Is anyone frightened by the prospect of millions of little Barry Obamas running around the country “organizing” their “communities” around petty causes instead of holding real jobs that do something other than increase government control over every aspect of our lives? I am. And so is Kimberly Legendre, a junior at Florida Gulf Coast University (FGCU).
This semester, Kimberly is taking an absurd course called “Foundations of Civic Engagement.” Remarkably, it is a required course at FGCU. After reading the course syllabus and learning more about Kimberly’s experience from my friends at Campus Reform (see www.CampusReform.org) I know two things for certain: 1) I would never send my child to this joke of a university. 2) Florida taxpayers need to “organize” their “communities” in order to create “Civic Engagement-free campuses.”
This silly college course mandates that students participate in a “community engagement project” to “elevate” FGCU to become a smoke-free campus. This project includes at least ten hours of work on five “mini-projects” on campus and in the community. As a cigar smoker, I find this course to be exclusionary and discriminatory. In fact, I feel harassed. But, as a professor, I have even more serious concerns.
Regardless of what the students think about the tobacco laws they will be sent out on missions geared towards “effecting positive change in (their) communities.” What does this mean? They will be sent on missions aimed at “monitoring compliance with local, state and federal regulations on tobacco sales and advertising in retail outlets, especially convenience stores.”
The only two course texts are The New York Times and a book called Soul of a Citizen. The book is the basis of the course and the chief subject of the final exam. The author, Paul Loeb, is a leftist activist from the Vietnam era. The book contains references to the “subservience to greed” of the Reagan administration and the “Republican wrecking ball [that] steadily demolished sixty years of social programs.” The first chapter calls for universal health care.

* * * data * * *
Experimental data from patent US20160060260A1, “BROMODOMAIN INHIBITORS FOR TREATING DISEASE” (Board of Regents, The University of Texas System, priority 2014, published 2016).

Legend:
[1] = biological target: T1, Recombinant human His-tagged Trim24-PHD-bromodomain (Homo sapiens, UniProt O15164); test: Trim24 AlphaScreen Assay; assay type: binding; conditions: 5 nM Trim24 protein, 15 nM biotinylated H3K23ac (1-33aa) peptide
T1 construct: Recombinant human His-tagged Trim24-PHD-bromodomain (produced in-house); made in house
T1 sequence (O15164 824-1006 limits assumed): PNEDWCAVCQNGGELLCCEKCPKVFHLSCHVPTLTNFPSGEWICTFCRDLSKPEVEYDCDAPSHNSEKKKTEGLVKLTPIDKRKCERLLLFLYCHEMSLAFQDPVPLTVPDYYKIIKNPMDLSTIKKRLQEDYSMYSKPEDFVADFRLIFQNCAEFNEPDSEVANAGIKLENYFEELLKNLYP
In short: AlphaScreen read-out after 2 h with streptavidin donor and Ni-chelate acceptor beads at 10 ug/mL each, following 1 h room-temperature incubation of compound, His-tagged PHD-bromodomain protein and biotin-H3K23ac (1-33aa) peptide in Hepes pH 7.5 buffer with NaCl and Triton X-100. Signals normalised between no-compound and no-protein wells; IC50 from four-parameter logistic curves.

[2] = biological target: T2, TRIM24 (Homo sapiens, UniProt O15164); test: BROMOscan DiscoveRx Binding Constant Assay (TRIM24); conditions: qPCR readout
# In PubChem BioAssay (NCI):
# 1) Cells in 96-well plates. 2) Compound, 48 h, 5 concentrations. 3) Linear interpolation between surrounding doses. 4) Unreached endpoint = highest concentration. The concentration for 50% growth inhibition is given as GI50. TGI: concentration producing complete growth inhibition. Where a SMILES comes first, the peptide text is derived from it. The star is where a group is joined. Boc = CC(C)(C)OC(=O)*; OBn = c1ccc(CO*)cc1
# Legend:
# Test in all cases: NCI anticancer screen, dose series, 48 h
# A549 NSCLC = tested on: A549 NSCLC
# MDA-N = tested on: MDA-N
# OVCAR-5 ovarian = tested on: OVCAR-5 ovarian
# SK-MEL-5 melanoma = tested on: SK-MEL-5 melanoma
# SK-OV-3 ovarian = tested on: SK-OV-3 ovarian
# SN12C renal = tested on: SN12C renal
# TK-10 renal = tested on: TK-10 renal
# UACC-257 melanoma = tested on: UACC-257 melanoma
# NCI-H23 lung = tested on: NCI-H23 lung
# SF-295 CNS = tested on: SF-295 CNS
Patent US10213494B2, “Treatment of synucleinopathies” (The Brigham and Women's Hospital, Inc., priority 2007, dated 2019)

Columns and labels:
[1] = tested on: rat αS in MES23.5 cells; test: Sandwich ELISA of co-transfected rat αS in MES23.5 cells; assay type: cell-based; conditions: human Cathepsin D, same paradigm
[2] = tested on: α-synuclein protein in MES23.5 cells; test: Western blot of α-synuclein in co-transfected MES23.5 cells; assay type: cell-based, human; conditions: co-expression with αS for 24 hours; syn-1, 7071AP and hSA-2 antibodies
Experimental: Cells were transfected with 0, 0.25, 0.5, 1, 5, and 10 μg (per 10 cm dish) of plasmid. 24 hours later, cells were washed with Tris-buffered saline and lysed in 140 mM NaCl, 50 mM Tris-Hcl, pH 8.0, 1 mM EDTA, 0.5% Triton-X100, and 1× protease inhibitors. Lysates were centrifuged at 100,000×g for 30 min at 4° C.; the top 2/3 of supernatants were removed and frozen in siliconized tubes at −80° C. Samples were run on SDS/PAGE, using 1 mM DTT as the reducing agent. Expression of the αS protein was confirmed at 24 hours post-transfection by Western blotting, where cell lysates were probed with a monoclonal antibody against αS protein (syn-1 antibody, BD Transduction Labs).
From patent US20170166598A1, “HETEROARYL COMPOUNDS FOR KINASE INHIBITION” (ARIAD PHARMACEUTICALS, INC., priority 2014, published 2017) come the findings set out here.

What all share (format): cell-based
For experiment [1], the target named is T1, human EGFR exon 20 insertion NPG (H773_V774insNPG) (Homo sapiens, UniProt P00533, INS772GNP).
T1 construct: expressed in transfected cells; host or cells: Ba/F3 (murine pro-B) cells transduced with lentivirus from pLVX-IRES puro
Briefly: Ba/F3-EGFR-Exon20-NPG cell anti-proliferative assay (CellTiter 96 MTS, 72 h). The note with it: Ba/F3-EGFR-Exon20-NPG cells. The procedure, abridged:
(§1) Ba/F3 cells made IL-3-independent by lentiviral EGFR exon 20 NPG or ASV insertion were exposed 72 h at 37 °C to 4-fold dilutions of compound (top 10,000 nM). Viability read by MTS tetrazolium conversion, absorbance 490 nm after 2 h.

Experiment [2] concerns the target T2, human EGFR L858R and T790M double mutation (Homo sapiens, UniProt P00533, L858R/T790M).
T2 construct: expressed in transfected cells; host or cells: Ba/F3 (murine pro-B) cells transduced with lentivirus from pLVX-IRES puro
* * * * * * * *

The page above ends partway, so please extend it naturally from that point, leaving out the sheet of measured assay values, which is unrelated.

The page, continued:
And that sheds some light on why the course is a universal requirement at FGCU. All sections must read the pro-universal health care book at a time when the government is considering universal health care.
Kimberly talked with her instructor about her concerns of course bias and was referred to the “director of community engagement”, Dr. Roca. After her initial email was ignored for two weeks, Kimberly re-sent her email. She finally received a reply.
The crux of Dr. Roca’s response was this: “All books advocate a point of view. In college, our goal is to teach you to be critical thinkers and consumers and to recognize that texts are arguable. But we are also obligated to explore diverse ideas and if that is not happening in your class then that needs to be addressed.” Dr. Roca signs emails “Peace!” Just to be diverse, I plan to write Dr. Roca an email and sign it “War!”
Of course, the exploration of diverse ideas isn’t happening in Kimberley’s class. Her professor, Wayne Robinson, asks students to read a paper and write about “how it applies to today’s oppressed minorities.” Robinson doesn’t ask whether racial oppression still exists. In his classroom, it is assumed to exist.
Wayne Robinson boasts in his syllabus that students in his class “will have become familiar with the world’s most prestigious newspaper.” Remember: He’s talking about The New York Times, not The Daily Worker. But I admit it’s a close call. And Pravda comes in a close third place.
Wayne Robinson brags in his biography (at the end of the course syllabus) about being named the ACLU Oklahoma’s Plaintiff of the Year and his successful court case against an Oklahoma town that had a Christian cross in the official seal. “Mr. Robinson, tear down that Cross!” By the way, he’s also a full-time clergyman at the All Faiths Unitarian Congregation.
Imagine a “Christian” instructor suing to have crosses removed from the public square. Maybe, just for diverse fun, FGCU should hire a “feminist” instructor who wants to repeal the 19th Amendment.
There are worse cases of indoctrination on our college campuses. But it’s hard to beat this one for sheer irrelevance. Martin Luther King stormed into diners to grab seats at the counter. Wayne Robinson storms into convenience stores to grab cigarettes at the cash register. He assigns students to read King’s Letter from a Birmingham Jail. Some day, I’m looking forward to Robinson’s Letter from a 7-11 Parking Lot. I guess you could say that I have a dream.
Wayne Robinson and FGCU are fighting for a smoke-free campus presumably because tobacco smoke smells bad and it’s bad for your health. But, inexplicably, his syllabus says that on December 1st “Dr. Robinson will provide pizza and drinks to the entire class.”
So, I’ve decided to quit teaching about criminal law and procedure and transfer to FGCU. I’m going to teach a section of Foundations of Civic Engagement that seeks to create a pizza-free campus in Fort Myers, Florida.
Pizza smells bad and can be bad for your health. And I can be just as irrelevant as the next Professor of Civic Engagement.
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